In 1612, an Osakan man by the name of Yasui Doton began work on a canal to connect two nearby rivers and increase commerce to his part of town. Though he died in battle before completing his plan, the canal was later finished in his name. These days, Doton’s canal (Dotonbori) runs through one of the biggest commercial hubs in all of Osaka, known for myriad shopportunities and delectable restaurants. The canal is an attraction in itself; hordes of tourists come every night to be dazzled by the famous neon billboards that flash and glitter on either bank. And after a long day beating the pavement, I decided to take in this famous sight from a rather different perspective: a Dotonbori river cruise.
Dotonbori River Cruises
The concept is simple; you put your feet up, sit back and relax for 20 minutes while learning local history and enjoying the best views of the vibrant billboards. It’s really quite genius. Though the cruises run all day, we arrived for ours after dinner. This was undoubtedly the best time for viewing the neon, but not so much for a settled stomach. Days of “kuidaore” (Osaka’s word for gluttonous eating) had me taking some very deep breaths on the lantern-lit dock. (I would personally recommend a little extra buffer time for future sailors.)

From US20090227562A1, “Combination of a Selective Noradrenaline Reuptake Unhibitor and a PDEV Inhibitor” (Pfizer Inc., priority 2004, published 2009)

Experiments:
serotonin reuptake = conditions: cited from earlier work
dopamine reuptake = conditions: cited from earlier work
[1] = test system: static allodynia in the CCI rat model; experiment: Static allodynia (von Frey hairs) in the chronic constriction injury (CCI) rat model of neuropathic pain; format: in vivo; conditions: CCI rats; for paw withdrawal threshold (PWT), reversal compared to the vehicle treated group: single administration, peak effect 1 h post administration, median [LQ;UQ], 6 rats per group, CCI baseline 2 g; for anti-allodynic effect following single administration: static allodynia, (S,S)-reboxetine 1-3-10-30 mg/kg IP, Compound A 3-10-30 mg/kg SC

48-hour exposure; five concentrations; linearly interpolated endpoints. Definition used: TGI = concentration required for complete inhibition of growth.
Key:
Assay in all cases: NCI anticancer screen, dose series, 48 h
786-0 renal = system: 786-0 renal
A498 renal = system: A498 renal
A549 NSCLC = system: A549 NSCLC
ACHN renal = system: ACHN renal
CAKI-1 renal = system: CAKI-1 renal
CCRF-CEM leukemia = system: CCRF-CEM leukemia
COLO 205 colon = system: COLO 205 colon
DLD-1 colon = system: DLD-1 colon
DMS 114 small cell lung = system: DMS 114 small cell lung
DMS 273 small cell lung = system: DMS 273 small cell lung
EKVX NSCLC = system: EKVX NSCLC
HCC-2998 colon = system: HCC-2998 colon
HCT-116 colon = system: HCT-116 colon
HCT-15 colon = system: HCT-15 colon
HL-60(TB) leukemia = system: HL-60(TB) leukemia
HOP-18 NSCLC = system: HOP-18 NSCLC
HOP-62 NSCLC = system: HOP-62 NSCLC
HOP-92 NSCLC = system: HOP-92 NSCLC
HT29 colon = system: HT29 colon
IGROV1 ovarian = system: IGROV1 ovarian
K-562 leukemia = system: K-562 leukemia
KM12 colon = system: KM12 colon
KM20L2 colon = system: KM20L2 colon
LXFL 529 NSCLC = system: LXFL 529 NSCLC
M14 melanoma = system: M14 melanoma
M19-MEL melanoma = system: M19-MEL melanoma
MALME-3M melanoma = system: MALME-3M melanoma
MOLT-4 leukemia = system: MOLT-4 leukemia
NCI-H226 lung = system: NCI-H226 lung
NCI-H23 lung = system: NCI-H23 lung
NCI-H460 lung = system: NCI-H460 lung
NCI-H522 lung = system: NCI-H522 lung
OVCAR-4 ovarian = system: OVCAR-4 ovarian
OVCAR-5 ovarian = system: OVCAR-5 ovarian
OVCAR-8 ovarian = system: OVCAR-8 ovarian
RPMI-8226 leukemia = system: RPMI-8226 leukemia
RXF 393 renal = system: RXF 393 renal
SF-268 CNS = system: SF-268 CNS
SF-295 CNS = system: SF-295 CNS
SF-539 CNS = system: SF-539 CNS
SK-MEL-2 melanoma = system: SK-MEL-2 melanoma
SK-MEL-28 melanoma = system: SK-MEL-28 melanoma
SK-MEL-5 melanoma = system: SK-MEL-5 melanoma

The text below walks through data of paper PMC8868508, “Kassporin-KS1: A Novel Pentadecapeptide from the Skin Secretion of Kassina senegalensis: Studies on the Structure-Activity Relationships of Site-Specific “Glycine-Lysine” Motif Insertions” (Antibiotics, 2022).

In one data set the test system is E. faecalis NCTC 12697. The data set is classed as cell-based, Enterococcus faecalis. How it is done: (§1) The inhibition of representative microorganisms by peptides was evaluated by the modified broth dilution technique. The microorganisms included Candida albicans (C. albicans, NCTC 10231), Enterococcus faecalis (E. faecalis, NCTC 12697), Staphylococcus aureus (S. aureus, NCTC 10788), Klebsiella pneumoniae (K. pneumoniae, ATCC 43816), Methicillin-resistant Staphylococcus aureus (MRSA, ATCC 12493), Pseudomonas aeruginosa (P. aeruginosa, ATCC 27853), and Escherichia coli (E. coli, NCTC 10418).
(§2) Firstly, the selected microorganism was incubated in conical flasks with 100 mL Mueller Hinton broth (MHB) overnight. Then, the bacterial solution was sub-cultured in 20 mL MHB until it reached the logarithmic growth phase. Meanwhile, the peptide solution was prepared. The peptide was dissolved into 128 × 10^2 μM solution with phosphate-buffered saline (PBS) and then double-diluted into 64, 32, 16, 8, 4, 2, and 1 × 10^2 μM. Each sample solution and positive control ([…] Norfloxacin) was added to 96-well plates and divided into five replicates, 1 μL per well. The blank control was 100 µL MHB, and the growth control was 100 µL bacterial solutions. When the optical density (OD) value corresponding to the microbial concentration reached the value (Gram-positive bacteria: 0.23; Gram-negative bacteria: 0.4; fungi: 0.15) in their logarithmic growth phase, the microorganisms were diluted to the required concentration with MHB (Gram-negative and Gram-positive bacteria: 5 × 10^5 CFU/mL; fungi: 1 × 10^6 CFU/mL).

We filed onto the open air boat; once everyone was safely aboard, we went east, sailing under Tazaemonbashi, Aiaibashi and Nipponbashi bridges. The boat then made a U-turn to explore the full length of the canal. We sailed under six more bridges; Ebisubashi, Dotonbori bashi, Shin-ebisu bashi, Daikoku bashi, Fukari bashi and Ukiniwa bashi bridges. Nine bridges in total and eighteen opportunities to wave at the people walking across them.
It’s worth noting that not all tour guides speak English. Ours gave simple explanations, but, honestly, we didn’t mind. We were there for the lightseeing, after all.
As we drifted along, the sparkling neon lit up the night, reflected on the inky water and turned our faces interesting hues. Everyone was arching their heads this way and that, snapping pictures of their favourite signs.
Undoubtedly, the most famous sign is that of the Glico Running Man near Ebisubashi bridge. This iconic advertisement for the local confectionery brand has been in place for around 80 years, albeit with quite a few facelifts. It shows a man crossing the finish line as the winner of a race.
As we drifted along, passing the people and businesses along the promenade, I couldn’t help but wonder what Yasui Doton would think of his namesake canal. Considering his plan to bring commerce to this part of town was a success, I like to imagine that his spirit lives on in the ultimate symbol of Dotonbori: the grinning, winning Glico man.
The cruises depart regularly from in front of Don Quijote, on the Taizaemon Bridge dock. Look for the takoyaki shop with a perpetual queue. The tickets are exclusively purchased from the ticket counter which opens one hour before the first departure of the day; that’s 10:00am on weekends and noon during the week. Tickets are around ¥1,000 for adults, less for children, and it is possible to book tickets for a cruise later in the day.
Post by Japan Journeys.